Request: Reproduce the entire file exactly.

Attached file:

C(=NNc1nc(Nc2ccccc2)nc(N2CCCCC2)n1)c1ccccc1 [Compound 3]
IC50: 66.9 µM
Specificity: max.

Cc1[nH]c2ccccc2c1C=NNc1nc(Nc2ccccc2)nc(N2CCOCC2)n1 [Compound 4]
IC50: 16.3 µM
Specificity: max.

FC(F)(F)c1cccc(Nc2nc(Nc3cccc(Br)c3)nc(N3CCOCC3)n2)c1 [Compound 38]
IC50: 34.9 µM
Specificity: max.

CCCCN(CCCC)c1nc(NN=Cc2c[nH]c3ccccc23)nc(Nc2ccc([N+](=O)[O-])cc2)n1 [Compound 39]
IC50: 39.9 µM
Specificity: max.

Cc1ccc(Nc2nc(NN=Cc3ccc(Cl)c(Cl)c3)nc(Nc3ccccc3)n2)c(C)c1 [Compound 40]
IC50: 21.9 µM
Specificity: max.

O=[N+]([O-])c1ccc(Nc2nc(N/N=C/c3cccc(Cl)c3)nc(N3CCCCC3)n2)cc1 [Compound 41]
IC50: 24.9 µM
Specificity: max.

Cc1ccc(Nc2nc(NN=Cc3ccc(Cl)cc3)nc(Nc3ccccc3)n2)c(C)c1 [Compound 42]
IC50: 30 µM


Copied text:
C(=NNc1nc(Nc2ccccc2)nc(N2CCCCC2)n1)c1ccccc1 [Compound 3]
IC50: 66.9 µM
Specificity: max.

Cc1[nH]c2ccccc2c1C=NNc1nc(Nc2ccccc2)nc(N2CCOCC2)n1 [Compound 4]
IC50: 16.3 µM
Specificity: max.

FC(F)(F)c1cccc(Nc2nc(Nc3cccc(Br)c3)nc(N3CCOCC3)n2)c1 [Compound 38]
IC50: 34.9 µM
Specificity: max.

CCCCN(CCCC)c1nc(NN=Cc2c[nH]c3ccccc23)nc(Nc2ccc([N+](=O)[O-])cc2)n1 [Compound 39]
IC50: 39.9 µM
Specificity: max.

Cc1ccc(Nc2nc(NN=Cc3ccc(Cl)c(Cl)c3)nc(Nc3ccccc3)n2)c(C)c1 [Compound 40]
IC50: 21.9 µM
Specificity: max.

O=[N+]([O-])c1ccc(Nc2nc(N/N=C/c3cccc(Cl)c3)nc(N3CCCCC3)n2)cc1 [Compound 41]
IC50: 24.9 µM
Specificity: max.

Cc1ccc(Nc2nc(NN=Cc3ccc(Cl)cc3)nc(Nc3ccccc3)n2)c(C)c1 [Compound 42]
IC50: 30 µM